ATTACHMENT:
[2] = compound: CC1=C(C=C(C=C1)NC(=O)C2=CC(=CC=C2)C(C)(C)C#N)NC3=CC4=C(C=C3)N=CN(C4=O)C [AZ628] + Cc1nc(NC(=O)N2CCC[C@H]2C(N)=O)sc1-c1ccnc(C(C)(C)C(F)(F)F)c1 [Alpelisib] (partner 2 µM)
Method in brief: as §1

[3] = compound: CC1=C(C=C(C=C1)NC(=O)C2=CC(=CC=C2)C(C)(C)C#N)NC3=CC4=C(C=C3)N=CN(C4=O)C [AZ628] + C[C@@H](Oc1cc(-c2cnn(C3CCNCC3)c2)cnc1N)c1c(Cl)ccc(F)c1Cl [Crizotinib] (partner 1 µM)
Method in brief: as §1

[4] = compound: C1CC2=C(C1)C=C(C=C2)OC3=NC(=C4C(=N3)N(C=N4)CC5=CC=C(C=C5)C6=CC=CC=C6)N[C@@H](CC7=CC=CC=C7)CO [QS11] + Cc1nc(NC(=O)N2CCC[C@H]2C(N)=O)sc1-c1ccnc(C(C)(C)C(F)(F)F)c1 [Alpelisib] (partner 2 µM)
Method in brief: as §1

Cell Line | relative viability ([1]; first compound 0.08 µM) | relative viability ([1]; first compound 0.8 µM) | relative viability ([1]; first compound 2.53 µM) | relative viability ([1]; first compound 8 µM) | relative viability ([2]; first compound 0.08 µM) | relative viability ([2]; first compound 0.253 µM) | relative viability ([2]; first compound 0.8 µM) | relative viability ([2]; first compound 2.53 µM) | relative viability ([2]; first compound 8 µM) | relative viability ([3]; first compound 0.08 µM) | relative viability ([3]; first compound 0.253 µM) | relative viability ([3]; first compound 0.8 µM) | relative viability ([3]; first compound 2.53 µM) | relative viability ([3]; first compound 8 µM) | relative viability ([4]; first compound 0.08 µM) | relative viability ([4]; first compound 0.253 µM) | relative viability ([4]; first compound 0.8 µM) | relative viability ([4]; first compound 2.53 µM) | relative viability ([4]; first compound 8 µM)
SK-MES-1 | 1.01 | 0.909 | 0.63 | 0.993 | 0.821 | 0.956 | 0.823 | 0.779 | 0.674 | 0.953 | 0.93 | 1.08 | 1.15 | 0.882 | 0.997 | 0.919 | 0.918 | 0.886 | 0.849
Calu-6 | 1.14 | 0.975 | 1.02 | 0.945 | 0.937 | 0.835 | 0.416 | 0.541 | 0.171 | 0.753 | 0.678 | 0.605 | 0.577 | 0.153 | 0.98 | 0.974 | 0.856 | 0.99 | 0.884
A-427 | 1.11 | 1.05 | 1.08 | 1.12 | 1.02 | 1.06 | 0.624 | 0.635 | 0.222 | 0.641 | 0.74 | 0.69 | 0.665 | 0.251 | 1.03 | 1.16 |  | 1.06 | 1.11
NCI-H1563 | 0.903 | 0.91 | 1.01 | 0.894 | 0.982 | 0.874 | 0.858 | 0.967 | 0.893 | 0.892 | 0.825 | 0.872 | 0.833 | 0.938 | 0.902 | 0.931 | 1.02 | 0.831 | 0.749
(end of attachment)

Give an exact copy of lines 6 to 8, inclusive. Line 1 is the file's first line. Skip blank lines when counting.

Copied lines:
Method in brief: as §1

Cell Line | relative viability ([1]; first compound 0.08 µM) | relative viability ([1]; first compound 0.8 µM) | relative viability ([1]; first compound 2.53 µM) | relative viability ([1]; first compound 8 µM) | relative viability ([2]; first compound 0.08 µM) | relative viability ([2]; first compound 0.253 µM) | relative viability ([2]; first compound 0.8 µM) | relative viability ([2]; first compound 2.53 µM) | relative viability ([2]; first compound 8 µM) | relative viability ([3]; first compound 0.08 µM) | relative viability ([3]; first compound 0.253 µM) | relative viability ([3]; first compound 0.8 µM) | relative viability ([3]; first compound 2.53 µM) | relative viability ([3]; first compound 8 µM) | relative viability ([4]; first compound 0.08 µM) | relative viability ([4]; first compound 0.253 µM) | relative viability ([4]; first compound 0.8 µM) | relative viability ([4]; first compound 2.53 µM) | relative viability ([4]; first compound 8 µM)
SK-MES-1 | 1.01 | 0.909 | 0.63 | 0.993 | 0.821 | 0.956 | 0.823 | 0.779 | 0.674 | 0.953 | 0.93 | 1.08 | 1.15 | 0.882 | 0.997 | 0.919 | 0.918 | 0.886 | 0.849